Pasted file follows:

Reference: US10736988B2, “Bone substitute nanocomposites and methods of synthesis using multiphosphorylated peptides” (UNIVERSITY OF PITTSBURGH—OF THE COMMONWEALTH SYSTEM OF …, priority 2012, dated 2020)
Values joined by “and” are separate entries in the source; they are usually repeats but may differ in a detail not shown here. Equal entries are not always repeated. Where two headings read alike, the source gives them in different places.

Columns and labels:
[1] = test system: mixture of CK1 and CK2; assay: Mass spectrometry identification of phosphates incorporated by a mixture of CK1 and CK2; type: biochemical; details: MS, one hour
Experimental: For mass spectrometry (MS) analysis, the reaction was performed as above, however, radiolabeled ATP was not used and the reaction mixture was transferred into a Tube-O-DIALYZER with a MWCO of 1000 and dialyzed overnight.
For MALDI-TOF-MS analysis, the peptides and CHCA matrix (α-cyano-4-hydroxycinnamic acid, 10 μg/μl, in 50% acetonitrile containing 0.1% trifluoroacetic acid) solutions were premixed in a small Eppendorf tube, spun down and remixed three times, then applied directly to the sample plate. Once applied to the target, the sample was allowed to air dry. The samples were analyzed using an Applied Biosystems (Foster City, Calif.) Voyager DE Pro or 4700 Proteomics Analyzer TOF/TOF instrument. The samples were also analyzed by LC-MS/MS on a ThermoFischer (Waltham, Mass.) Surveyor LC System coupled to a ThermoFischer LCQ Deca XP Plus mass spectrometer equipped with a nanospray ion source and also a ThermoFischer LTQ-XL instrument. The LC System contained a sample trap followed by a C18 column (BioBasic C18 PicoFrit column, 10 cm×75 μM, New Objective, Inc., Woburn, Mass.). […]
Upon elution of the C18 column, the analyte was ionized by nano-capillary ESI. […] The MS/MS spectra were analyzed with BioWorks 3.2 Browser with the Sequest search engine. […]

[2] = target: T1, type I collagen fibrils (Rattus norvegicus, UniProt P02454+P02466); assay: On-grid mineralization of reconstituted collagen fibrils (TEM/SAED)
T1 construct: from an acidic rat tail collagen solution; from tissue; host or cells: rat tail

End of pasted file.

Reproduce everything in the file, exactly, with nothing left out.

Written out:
Reference: US10736988B2, “Bone substitute nanocomposites and methods of synthesis using multiphosphorylated peptides” (UNIVERSITY OF PITTSBURGH—OF THE COMMONWEALTH SYSTEM OF …, priority 2012, dated 2020)
Values joined by “and” are separate entries in the source; they are usually repeats but may differ in a detail not shown here. Equal entries are not always repeated. Where two headings read alike, the source gives them in different places.

Columns and labels:
[1] = test system: mixture of CK1 and CK2; assay: Mass spectrometry identification of phosphates incorporated by a mixture of CK1 and CK2; type: biochemical; details: MS, one hour
Experimental: For mass spectrometry (MS) analysis, the reaction was performed as above, however, radiolabeled ATP was not used and the reaction mixture was transferred into a Tube-O-DIALYZER with a MWCO of 1000 and dialyzed overnight.
For MALDI-TOF-MS analysis, the peptides and CHCA matrix (α-cyano-4-hydroxycinnamic acid, 10 μg/μl, in 50% acetonitrile containing 0.1% trifluoroacetic acid) solutions were premixed in a small Eppendorf tube, spun down and remixed three times, then applied directly to the sample plate. Once applied to the target, the sample was allowed to air dry. The samples were analyzed using an Applied Biosystems (Foster City, Calif.) Voyager DE Pro or 4700 Proteomics Analyzer TOF/TOF instrument. The samples were also analyzed by LC-MS/MS on a ThermoFischer (Waltham, Mass.) Surveyor LC System coupled to a ThermoFischer LCQ Deca XP Plus mass spectrometer equipped with a nanospray ion source and also a ThermoFischer LTQ-XL instrument. The LC System contained a sample trap followed by a C18 column (BioBasic C18 PicoFrit column, 10 cm×75 μM, New Objective, Inc., Woburn, Mass.). […]
Upon elution of the C18 column, the analyte was ionized by nano-capillary ESI. […] The MS/MS spectra were analyzed with BioWorks 3.2 Browser with the Sequest search engine. […]

[2] = target: T1, type I collagen fibrils (Rattus norvegicus, UniProt P02454+P02466); assay: On-grid mineralization of reconstituted collagen fibrils (TEM/SAED)
T1 construct: from an acidic rat tail collagen solution; from tissue; host or cells: rat tail